How you label your relationship doesn’t matter. If you are billed as a “freelance correspondent” or an “independent contractor” but are required to work a certain number of hours every week and are paid for vacations and sick days, you are probably an employee rather than an independent contractor. It isn’t always easy to draw the line, but the more you look like a traditional employee, the more likely it is that the writing you do as part of the relationship is work for hire.
You don’t have to be an employee to create a work for hire, however. That’s because there is a second category for certain commissioned works.
To determine if a work fits into this second category, ask yourself the following three questions. If you answer “yes” to all of them, it is a work for hire and the person who commissioned it is the author. If even one answer is “no,” as the writer you are also the author.
1.  Was the work specially ordered or commissioned? In other words, did someone ask you to write it? If you did the work on assignment, it may be a work for hire. If you wrote it on your own initiative and followed a normal submission process, it is not.
2.  Was it created “for use as a contribution to a collective work, as a part of a motion picture or other audiovisual work, as a translation, as a supplementary work, as a compilation, as an instructional text, as a test, as answer material for a test, or as an atlas”? Magazines and newspapers are collective works. A novel is not a collective work, but a single book containing four novellas is.
3.  Have the parties signed a written agreement saying it is a work for hire?
If the material is a work for hire (either because you are an employee or because you answered all three questions in the affirmative), does that mean you can’t use it? The answer depends on your agreement with the legal author. Your employer may let you republish the material for certain purposes or under certain conditions, but ALWAYS get it in writing. The same is true for a commissioned work. See what you can negotiate, and put it in writing.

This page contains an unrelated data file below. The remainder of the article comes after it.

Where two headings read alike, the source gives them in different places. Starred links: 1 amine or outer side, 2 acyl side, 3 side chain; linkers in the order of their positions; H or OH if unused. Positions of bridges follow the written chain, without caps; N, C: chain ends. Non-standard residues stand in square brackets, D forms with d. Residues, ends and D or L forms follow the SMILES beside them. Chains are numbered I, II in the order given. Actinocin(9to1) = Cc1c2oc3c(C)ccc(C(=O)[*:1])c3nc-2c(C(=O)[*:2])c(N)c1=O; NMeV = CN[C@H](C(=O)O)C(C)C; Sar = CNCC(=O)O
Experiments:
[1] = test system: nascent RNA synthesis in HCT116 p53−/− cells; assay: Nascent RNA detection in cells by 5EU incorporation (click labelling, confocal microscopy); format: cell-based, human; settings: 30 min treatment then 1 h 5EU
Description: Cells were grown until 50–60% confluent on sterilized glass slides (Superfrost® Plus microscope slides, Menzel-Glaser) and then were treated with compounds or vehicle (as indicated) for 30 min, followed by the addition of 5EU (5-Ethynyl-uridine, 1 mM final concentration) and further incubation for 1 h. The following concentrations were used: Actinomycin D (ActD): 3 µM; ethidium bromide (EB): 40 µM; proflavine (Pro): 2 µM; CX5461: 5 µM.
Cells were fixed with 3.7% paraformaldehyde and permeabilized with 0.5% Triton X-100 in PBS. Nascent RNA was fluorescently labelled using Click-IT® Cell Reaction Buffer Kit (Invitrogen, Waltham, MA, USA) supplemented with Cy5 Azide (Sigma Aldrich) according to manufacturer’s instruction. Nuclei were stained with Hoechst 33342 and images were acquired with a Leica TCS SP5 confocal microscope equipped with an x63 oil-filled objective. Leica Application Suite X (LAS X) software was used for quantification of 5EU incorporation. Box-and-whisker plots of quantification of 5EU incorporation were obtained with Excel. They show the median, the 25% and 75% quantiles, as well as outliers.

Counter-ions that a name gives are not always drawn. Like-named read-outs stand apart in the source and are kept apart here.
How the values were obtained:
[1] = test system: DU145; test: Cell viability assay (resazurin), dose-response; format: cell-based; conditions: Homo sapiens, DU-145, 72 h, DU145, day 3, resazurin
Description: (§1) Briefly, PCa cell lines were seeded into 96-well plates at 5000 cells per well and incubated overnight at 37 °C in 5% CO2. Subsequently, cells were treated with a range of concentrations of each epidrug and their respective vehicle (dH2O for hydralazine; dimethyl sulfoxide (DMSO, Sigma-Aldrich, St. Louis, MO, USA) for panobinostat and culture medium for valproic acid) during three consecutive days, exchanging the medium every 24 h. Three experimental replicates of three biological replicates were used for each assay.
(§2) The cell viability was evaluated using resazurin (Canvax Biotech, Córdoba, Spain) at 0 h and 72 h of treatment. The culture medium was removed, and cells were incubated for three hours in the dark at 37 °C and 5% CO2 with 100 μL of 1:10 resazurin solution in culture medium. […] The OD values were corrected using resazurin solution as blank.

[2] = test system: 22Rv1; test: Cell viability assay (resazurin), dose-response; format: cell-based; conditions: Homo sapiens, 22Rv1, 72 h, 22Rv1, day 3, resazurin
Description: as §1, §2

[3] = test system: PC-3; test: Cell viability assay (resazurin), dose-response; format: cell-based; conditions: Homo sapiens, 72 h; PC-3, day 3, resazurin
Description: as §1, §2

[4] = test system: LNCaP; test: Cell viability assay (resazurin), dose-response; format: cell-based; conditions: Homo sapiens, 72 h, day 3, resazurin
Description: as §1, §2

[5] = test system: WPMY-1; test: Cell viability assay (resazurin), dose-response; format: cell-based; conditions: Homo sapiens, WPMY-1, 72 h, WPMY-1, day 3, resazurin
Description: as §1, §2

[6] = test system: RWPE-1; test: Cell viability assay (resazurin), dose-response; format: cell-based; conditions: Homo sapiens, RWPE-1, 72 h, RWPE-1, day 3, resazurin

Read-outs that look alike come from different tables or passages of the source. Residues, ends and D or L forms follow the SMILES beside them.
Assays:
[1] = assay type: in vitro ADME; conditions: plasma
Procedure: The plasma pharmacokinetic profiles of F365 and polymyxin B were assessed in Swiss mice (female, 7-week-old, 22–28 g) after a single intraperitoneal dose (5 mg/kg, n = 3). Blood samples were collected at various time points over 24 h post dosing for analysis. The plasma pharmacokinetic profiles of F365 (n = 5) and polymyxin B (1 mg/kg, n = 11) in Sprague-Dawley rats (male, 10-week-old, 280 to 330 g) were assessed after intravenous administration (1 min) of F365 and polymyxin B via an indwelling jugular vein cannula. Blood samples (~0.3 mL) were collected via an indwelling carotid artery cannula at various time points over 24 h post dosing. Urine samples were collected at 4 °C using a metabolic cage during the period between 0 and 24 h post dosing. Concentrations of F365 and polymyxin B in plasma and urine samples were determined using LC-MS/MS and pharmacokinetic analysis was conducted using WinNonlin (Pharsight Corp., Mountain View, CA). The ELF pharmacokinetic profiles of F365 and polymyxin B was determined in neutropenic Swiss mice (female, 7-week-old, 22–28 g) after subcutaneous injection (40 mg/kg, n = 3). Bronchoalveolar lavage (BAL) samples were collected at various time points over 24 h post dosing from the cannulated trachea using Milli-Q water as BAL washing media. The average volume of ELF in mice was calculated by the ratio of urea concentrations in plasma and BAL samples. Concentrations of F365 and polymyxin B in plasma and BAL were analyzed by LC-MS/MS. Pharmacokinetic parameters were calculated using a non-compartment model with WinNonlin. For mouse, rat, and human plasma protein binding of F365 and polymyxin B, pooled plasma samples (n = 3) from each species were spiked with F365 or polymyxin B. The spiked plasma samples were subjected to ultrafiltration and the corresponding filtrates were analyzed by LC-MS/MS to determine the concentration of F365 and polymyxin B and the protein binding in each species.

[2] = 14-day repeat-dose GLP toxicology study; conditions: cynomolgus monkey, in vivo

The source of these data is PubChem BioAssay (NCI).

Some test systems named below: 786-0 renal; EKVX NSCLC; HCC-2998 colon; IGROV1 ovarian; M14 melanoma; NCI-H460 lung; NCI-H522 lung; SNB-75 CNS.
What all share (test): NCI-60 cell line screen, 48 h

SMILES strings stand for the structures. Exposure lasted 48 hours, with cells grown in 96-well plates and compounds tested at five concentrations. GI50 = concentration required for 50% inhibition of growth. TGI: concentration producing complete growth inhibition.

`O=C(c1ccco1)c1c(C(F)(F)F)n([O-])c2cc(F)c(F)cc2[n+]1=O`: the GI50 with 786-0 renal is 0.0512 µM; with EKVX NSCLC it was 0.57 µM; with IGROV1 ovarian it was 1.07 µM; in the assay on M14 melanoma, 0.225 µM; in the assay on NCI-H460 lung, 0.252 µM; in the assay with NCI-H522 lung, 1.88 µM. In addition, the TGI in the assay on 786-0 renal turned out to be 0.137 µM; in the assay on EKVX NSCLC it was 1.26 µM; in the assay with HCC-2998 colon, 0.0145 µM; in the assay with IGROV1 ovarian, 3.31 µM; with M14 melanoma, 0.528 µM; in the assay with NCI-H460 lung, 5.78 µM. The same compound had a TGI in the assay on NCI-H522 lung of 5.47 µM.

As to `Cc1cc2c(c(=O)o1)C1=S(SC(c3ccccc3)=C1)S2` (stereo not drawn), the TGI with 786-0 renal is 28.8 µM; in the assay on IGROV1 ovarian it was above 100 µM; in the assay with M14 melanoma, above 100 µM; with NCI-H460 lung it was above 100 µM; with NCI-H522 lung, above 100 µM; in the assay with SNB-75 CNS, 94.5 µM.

So should you enter into a work for hire arrangement? Weigh what you get out of it against what you give up and make your own call.
But don’t assume that you own it just because you wrote it.
** See 17 U.S.C. 101 and 17 U.S.C. 201(b).
The photograph shows the Office of War Information News Bureau in November 1942. Because these individuals were employees, the news articles they produced were works for hire. The photographer, Roger Smith, was also an employee, so the photograph belongs to the United States government. Because there is no copyright in U.S. government works, the photograph is in the public domain.

Freelance or Work for Hire?

Monday, October 6, 2014

I recently attended a conference where one of the speakers repeatedly used the terms “freelance” and “work for hire” as if they meant the same thing. I kept my mouth shut then, but I stewed about it all the way home. So in order to make me feel better, I’m going to tell you the difference.

Freelance means that you are free to work for anyone on your own time and your own terms. For legal purposes, you are your own employer, and nobody can tell you what to do until you sign a contract. It also means that you own the copyright in your creative product unless you agree to sell it—but that is your choice.

An employee is not a freelancer when doing the job for which he or she is employed. These are not mutually exclusive, however. A journalist may be an employee when writing articles for a newspaper but a freelancer when writing a novel after work. (Some journalists are freelancers even when writing for newspapers and magazines, but these individuals shop their work around rather than earning a salary from one publication.)

Anything created for an employer as part of your employment is a work for hire. When that happens, “freelance” and “work for hire” are incompatible labels. There are some limited situations, however, when an individual does not have to be an employee to create a work for hire. In those situations, the assignment does carry both labels. Next week I will reprint a blog post I did several years ago that discusses work for hire in more detail. But the main point here is that while freelance and work for hire may sometimes overlap, as in the diagram at the top of this post, they are not the same.

Bad Beginnings

Monday, September 29, 2014

As I prepared to pitch a novel at a conference last week, I thought about how many ways I had started it before finding one that works. And the biggest lesson I learned? Genre matters.
In order to get the most from this post, you need a framework. Mirage is contemporary women’s fiction written for a Christian audience. It tells the story of an ambitious young lawyer who idolizes her father. When he is arrested for running a Ponzi scheme, she is initially convinced of his innocence. But as evidence of his guilt mounts and her own career is threatened, she struggles with God’s command to forgive. Will she lose everything, or will she discover God’s true plan for her life?